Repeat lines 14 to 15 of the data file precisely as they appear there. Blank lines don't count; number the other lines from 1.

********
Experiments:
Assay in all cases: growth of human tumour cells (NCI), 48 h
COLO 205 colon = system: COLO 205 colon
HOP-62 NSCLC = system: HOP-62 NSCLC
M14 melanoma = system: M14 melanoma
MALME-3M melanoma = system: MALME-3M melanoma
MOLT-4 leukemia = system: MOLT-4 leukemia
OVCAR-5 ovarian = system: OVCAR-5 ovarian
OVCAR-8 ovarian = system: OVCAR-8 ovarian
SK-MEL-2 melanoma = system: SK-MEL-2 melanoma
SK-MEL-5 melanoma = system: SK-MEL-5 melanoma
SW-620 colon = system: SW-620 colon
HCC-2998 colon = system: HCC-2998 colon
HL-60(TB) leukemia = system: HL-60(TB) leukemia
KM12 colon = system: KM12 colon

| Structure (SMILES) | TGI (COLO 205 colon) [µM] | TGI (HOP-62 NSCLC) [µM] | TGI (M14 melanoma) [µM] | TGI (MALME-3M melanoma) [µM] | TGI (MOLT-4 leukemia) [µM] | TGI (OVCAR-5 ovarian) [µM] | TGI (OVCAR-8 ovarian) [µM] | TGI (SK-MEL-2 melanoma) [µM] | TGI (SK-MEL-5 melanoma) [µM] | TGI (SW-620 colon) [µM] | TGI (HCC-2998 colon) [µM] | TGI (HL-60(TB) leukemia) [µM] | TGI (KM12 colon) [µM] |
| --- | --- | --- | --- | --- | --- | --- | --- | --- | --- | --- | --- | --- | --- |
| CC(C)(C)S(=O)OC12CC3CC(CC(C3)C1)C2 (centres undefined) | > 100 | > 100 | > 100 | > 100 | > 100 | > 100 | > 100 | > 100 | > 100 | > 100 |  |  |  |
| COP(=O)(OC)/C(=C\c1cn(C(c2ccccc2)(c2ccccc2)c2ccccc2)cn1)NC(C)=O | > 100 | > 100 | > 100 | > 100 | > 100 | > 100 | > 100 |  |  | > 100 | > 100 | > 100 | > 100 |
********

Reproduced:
HL-60(TB) leukemia = system: HL-60(TB) leukemia
KM12 colon = system: KM12 colon